How to Make Even MORE Cash Flow Off Your Rental Properties

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Want to make multiple streams of income? Well, guess what? You DON’T need to buy more properties to do it. Instead, you can turn an existing rental property into a cash cow…but it has to meet the right qualifications. This is precisely what today’s first guest, Stacie, is looking for. She’s got multiple properties, and some have enough land to add a second rental property. But is doing development worth the high cash flow?

Welcome back to Seeing Greene, where David and Rob answer real estate questions from BiggerPockets listeners just like you! First, we’ll talk to Stacie about her buy vs. build dilemma, and which makes MUCH more sense in today’s market. Then, an investor struggling to save up down payments asks what he should do: save, invest elsewhere, or pay down his mortgages. Finally, David gives some swift advice on using a home equity “agreement” and how to make the MOST money on your house hack.

Want to ask David a question? If so, submit your question here so David can answer it on the next episode of Seeing Greene. Hop on the BiggerPockets forums and ask other investors their take, or follow David on Instagram to see when he’s going live so you can jump on a live Q&A and get your question answered on the spot!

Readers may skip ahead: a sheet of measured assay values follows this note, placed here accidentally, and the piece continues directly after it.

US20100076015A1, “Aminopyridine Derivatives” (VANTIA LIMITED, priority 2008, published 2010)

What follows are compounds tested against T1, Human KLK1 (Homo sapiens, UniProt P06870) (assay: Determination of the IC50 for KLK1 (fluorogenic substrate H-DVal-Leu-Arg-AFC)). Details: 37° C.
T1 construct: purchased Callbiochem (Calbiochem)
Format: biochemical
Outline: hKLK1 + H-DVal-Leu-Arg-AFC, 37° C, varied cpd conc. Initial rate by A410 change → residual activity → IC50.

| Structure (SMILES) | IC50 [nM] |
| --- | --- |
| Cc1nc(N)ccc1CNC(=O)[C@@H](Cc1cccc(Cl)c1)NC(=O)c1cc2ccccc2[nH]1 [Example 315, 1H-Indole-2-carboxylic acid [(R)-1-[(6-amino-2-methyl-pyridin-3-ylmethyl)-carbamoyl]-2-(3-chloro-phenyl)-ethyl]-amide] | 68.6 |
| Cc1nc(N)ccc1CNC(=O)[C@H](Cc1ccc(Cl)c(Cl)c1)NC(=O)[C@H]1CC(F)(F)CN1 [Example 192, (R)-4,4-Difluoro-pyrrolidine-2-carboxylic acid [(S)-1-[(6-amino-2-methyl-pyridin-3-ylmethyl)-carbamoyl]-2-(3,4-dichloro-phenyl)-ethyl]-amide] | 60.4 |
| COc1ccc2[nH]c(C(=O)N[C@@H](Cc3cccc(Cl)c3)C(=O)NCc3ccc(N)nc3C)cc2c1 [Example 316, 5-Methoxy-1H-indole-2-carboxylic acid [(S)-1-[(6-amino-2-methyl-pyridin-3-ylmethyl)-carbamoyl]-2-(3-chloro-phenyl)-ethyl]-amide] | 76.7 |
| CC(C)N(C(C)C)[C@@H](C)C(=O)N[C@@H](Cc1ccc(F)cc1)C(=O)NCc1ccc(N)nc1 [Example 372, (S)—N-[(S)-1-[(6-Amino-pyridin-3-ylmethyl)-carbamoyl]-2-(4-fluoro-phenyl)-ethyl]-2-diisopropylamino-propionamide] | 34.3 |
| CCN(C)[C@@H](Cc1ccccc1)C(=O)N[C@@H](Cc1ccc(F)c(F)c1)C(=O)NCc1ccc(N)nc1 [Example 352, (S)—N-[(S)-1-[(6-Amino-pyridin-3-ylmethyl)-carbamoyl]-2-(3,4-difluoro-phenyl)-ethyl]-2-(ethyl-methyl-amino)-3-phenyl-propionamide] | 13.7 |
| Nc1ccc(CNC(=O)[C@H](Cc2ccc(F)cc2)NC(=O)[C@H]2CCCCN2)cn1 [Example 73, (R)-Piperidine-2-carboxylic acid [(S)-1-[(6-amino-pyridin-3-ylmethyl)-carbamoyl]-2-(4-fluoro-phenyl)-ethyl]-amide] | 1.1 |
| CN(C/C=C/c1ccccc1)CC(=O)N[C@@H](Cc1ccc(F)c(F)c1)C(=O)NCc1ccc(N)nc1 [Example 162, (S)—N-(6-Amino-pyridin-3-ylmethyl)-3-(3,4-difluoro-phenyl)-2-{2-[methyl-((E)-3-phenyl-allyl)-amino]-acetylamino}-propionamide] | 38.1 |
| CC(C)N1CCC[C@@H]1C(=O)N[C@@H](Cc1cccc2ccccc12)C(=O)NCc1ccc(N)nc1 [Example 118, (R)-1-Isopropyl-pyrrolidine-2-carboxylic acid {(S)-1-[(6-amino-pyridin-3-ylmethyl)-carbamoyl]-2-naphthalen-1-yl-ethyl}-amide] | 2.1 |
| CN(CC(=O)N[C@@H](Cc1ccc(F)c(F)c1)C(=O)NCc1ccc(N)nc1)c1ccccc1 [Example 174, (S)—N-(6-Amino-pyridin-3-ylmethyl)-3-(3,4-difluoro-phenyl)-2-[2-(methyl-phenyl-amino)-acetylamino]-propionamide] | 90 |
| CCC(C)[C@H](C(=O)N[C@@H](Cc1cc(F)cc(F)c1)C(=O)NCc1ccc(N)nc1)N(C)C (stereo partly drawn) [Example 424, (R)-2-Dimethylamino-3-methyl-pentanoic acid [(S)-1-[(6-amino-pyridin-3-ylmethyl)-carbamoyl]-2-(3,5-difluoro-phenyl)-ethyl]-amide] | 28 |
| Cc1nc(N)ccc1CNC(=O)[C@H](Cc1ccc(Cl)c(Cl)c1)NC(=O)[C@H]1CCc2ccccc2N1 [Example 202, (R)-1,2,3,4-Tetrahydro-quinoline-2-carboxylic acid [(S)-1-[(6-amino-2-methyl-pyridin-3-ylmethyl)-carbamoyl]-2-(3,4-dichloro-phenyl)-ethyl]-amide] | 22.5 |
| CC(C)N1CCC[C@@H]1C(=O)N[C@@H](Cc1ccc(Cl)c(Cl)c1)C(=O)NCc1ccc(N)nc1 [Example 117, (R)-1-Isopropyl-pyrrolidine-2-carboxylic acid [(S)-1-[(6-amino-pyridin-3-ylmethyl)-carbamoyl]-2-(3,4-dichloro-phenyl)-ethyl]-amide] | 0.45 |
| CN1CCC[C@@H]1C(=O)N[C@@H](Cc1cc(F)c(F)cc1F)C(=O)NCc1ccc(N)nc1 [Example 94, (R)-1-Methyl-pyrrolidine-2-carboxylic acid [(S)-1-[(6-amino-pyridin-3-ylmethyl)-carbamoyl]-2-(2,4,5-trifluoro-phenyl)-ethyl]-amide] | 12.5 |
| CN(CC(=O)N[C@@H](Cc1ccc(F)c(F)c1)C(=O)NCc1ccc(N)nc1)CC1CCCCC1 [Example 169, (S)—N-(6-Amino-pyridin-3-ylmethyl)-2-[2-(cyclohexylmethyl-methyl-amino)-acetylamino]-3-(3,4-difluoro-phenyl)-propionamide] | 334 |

David Greene:
This is the BiggerPockets Podcast. What’s going on everyone? It’s David Greene, your host of the BiggerPockets Real Estate podcast, coming to you from Kauai, and that’s one of the things I love about real estate is I get to bring you guys questions from our listener base from everywhere in the world. My hope is that more of you can get to the same position and we’re going to share some advice today that will help you do just that. Today’s Seeing Greene episode has a lot of good stuff, including what a home equity agreement is and if one should be used. The best ways to reinvest the cashflow that you’re making from your current portfolio today and how you should be thinking about it and a live call with one of our listeners where we go back and forth.
Helping them determine if they should take the money they’ve made in real estate and improve the properties they have or if they should buy new properties and if so, what to be thinking about when going back and forth with that decision. A lot of people in today’s market have equity and they’re trying to figure out how they should use it, and sometimes that means buying more real estate, but sometimes that means improving the real estate they have. I especially like this topic because a lot of people have equity and they’re tapping into it with HELOCs, but they’re not sure if they should use that HELOC money to scale into a bigger portfolio or improve what they’ve got. So we tackle that and more on today’s episode of Seeing Greene.
We’re going to bring in our first guest in a second, but before we do a quick tip for you all. You’re going to hear more about it in the next question, but I am a firm believer, especially if you’ve got a short-term rental that tapping into your equity and using that money to improve the property, improve the decor, add amenities to it, make it look nicer, get better pictures taken, is a quick way to get a return on your capital that can then be used to pay the equity line of credit back down. I don’t love in today’s market taking $200,000 out of a house at a pretty high interest rate and using that for the down payment on a property that you then have to get another loan for the other 80% and stacking up debt when rates are higher.